Tuesday, 15 March 2011

"A hand was lifted up against the Face of Christ."

Fr Z's Lenten podcast this morning [here] reminded us of that homily of the Venerable Bede which relates the parable of the fig tree to the fruit of holiness owed to God by his priests and ministers.

This is a meditation by Bl John Henry Newman, again something worth relflecting upon as Lent unfolds....
particularly perhaps those of us who dangle our toes in the sometimes uncharitable waters of the blosphere, and who sometimes contribute ourselves to its lack of charity.

"A hand was lifted up against the Face of Christ. Whose hand was that?
My conscience tells me: “thou art the man”. I trust it is not so with me now.
But, O my soul, contemplate the awful fact. Fancy Christ before thee, and fancy thyself lifting up thy hand and striking Him!
Thou wilt say, “It is impossible: I could not do so”. Yes, thou hast done so. When thou didst sin wilfully, then thou hast done so.
He is beyond pain now: still thou hast struck Him, and had it been in the days of His flesh, He would have felt pain.
Turn back in memory, and recollect the time, the day, the hour, when by wilful mortal sin, by scoffing at sacred things, or by profaneness, or by dark hatred of this thy Brother, or by acts of impurity, or by deliberate rejection of God’s voice, or in any other devilish way known to thee, thou hast struck the All-holy One.
...O my God, how can I look Thee in the face when I think of my ingratitude, so deeply seated, so habitual, so immovable — or rather so awfully increasing!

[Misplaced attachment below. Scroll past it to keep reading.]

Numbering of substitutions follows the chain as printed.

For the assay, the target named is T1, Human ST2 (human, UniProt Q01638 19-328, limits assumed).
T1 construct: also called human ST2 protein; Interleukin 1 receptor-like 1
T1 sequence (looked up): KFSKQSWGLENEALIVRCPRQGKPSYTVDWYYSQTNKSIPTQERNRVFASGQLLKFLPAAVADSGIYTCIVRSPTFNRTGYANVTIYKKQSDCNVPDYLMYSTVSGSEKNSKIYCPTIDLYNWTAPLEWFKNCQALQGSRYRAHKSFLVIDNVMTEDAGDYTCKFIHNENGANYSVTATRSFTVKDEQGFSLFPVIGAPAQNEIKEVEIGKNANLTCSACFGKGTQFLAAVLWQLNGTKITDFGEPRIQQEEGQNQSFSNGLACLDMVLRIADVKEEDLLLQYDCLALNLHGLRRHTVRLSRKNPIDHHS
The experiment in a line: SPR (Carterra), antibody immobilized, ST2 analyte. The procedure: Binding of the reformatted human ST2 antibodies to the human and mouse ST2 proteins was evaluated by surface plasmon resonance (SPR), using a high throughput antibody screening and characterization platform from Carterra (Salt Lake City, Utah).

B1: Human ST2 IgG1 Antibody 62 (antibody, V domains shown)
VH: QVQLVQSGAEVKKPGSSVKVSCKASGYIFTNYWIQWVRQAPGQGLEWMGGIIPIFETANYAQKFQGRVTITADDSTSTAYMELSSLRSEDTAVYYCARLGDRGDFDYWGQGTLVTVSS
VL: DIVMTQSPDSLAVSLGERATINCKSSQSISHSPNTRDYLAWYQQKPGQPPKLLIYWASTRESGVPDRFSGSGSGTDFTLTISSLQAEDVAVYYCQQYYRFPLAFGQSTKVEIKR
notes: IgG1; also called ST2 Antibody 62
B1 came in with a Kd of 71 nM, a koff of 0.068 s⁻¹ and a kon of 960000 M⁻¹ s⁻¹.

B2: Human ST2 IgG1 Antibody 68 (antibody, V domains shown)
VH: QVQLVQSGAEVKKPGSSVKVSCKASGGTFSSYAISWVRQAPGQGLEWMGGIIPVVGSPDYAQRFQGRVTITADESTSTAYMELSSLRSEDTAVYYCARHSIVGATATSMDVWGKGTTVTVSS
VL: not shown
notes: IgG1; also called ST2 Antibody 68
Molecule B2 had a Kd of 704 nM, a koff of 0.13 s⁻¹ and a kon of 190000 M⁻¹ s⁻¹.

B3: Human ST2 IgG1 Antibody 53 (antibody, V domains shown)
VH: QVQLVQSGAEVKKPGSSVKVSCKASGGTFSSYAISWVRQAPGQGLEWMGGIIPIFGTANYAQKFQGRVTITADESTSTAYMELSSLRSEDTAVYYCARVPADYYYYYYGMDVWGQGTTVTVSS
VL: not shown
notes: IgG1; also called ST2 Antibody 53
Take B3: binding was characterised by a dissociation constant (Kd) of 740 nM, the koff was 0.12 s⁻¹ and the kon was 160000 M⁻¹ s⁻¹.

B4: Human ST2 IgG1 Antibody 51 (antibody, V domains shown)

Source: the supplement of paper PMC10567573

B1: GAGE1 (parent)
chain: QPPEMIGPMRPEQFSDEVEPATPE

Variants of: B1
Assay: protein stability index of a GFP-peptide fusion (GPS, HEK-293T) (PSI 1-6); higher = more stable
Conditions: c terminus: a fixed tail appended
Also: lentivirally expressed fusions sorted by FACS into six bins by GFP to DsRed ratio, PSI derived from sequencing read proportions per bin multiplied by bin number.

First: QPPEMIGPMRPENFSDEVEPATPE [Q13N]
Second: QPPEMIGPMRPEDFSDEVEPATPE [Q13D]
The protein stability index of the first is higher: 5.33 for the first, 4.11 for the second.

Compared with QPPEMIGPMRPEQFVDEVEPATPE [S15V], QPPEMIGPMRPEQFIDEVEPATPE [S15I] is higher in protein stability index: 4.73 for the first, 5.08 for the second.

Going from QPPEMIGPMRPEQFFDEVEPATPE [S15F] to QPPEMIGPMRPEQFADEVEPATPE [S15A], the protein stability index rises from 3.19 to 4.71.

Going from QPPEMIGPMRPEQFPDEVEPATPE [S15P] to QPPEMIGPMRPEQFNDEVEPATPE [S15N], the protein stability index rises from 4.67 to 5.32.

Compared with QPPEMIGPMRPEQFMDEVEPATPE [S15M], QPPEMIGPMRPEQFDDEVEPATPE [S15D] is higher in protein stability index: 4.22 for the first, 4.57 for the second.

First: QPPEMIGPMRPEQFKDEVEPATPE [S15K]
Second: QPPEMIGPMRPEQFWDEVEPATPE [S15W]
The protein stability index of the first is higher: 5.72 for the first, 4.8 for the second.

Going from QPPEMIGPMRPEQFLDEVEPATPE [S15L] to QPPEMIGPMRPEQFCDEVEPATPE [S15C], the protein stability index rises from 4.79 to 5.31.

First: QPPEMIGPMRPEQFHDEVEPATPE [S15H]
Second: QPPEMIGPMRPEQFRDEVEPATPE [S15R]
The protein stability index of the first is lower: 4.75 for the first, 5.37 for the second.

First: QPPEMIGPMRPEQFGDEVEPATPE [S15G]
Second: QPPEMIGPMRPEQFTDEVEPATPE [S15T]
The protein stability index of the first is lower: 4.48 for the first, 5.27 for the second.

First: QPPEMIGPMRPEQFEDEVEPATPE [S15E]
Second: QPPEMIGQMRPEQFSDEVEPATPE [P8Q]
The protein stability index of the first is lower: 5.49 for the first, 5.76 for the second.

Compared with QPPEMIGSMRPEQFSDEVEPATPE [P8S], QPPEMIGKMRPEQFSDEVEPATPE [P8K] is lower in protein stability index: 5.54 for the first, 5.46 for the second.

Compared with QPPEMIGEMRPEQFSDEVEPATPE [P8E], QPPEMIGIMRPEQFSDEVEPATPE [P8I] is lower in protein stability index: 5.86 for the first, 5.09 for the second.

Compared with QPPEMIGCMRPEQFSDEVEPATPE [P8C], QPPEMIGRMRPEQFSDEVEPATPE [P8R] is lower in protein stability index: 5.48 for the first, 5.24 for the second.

Thou loadest me day by day with Thy favours, and feedest me with Thyself, as Thou didst Judas, yet I not only do not profit thereby, but I do not even make any acknowledgment at the time.
... It is the same day after day. When wilt Thou give me a still greater grace than Thou hast given, the grace to profit by the graces which Thou givest?
When wilt Thou give me Thy effectual grace which alone can give life and vigour to this effete, miserable, dying soul of mine?
My God, I know not in what sense I can pain Thee in Thy glorified state; but I know that every fresh sin, every fresh ingratitude I now commit, was among the blows and stripes which once fell on Thee in Thy passion.
O let me have as little share in those Thy past sufferings as possible. Day by day goes, and I find I have been more and more, by the new sins of each day, the cause of them.
...Let others wound Thee — let not me. Let not me have to think that Thou wouldest have had this or that pang of soul or body the less, except for me.
O my God, I am so fast in prison that I cannot get out. O Mary, pray for me. O Philip, pray for me, though I do not deserve Thy pity."

Bl John Henry Cardinal Newman (1801-1890): Meditations on Christian Doctrine, 3,2,1.

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